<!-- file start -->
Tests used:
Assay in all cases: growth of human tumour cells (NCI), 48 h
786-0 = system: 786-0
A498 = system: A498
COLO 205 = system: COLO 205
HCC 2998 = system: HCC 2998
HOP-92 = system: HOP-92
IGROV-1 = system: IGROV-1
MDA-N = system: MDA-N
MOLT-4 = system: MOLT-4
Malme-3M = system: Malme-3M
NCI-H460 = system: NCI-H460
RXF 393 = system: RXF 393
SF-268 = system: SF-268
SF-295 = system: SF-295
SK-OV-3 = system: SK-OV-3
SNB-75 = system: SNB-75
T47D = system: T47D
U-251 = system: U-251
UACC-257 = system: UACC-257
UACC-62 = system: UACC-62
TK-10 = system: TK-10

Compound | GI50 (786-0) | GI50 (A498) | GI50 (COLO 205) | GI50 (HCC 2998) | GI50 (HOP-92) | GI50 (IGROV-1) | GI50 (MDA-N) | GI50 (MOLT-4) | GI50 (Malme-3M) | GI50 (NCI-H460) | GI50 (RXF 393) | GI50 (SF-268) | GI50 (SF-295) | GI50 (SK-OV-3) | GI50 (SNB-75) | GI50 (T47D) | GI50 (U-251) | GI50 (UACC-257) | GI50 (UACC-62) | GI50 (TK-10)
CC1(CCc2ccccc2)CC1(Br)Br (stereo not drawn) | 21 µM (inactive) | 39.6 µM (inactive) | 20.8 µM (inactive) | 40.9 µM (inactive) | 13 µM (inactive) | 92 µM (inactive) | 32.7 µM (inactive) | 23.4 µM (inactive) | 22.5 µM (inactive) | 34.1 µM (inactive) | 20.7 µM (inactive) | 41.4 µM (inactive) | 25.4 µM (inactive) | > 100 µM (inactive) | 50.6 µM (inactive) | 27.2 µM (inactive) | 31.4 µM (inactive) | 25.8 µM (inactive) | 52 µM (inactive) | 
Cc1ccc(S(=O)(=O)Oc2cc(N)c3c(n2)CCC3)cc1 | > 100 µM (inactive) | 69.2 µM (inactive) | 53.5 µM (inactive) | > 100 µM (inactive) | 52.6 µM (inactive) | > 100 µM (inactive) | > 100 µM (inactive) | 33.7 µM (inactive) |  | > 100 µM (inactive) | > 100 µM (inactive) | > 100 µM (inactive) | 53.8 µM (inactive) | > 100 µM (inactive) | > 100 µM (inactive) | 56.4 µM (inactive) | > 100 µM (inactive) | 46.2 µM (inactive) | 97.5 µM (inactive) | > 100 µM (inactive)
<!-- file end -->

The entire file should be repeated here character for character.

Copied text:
Tests used:
Assay in all cases: growth of human tumour cells (NCI), 48 h
786-0 = system: 786-0
A498 = system: A498
COLO 205 = system: COLO 205
HCC 2998 = system: HCC 2998
HOP-92 = system: HOP-92
IGROV-1 = system: IGROV-1
MDA-N = system: MDA-N
MOLT-4 = system: MOLT-4
Malme-3M = system: Malme-3M
NCI-H460 = system: NCI-H460
RXF 393 = system: RXF 393
SF-268 = system: SF-268
SF-295 = system: SF-295
SK-OV-3 = system: SK-OV-3
SNB-75 = system: SNB-75
T47D = system: T47D
U-251 = system: U-251
UACC-257 = system: UACC-257
UACC-62 = system: UACC-62
TK-10 = system: TK-10

Compound | GI50 (786-0) | GI50 (A498) | GI50 (COLO 205) | GI50 (HCC 2998) | GI50 (HOP-92) | GI50 (IGROV-1) | GI50 (MDA-N) | GI50 (MOLT-4) | GI50 (Malme-3M) | GI50 (NCI-H460) | GI50 (RXF 393) | GI50 (SF-268) | GI50 (SF-295) | GI50 (SK-OV-3) | GI50 (SNB-75) | GI50 (T47D) | GI50 (U-251) | GI50 (UACC-257) | GI50 (UACC-62) | GI50 (TK-10)
CC1(CCc2ccccc2)CC1(Br)Br (stereo not drawn) | 21 µM (inactive) | 39.6 µM (inactive) | 20.8 µM (inactive) | 40.9 µM (inactive) | 13 µM (inactive) | 92 µM (inactive) | 32.7 µM (inactive) | 23.4 µM (inactive) | 22.5 µM (inactive) | 34.1 µM (inactive) | 20.7 µM (inactive) | 41.4 µM (inactive) | 25.4 µM (inactive) | > 100 µM (inactive) | 50.6 µM (inactive) | 27.2 µM (inactive) | 31.4 µM (inactive) | 25.8 µM (inactive) | 52 µM (inactive) | 
Cc1ccc(S(=O)(=O)Oc2cc(N)c3c(n2)CCC3)cc1 | > 100 µM (inactive) | 69.2 µM (inactive) | 53.5 µM (inactive) | > 100 µM (inactive) | 52.6 µM (inactive) | > 100 µM (inactive) | > 100 µM (inactive) | 33.7 µM (inactive) |  | > 100 µM (inactive) | > 100 µM (inactive) | > 100 µM (inactive) | 53.8 µM (inactive) | > 100 µM (inactive) | > 100 µM (inactive) | 56.4 µM (inactive) | > 100 µM (inactive) | 46.2 µM (inactive) | 97.5 µM (inactive) | > 100 µM (inactive)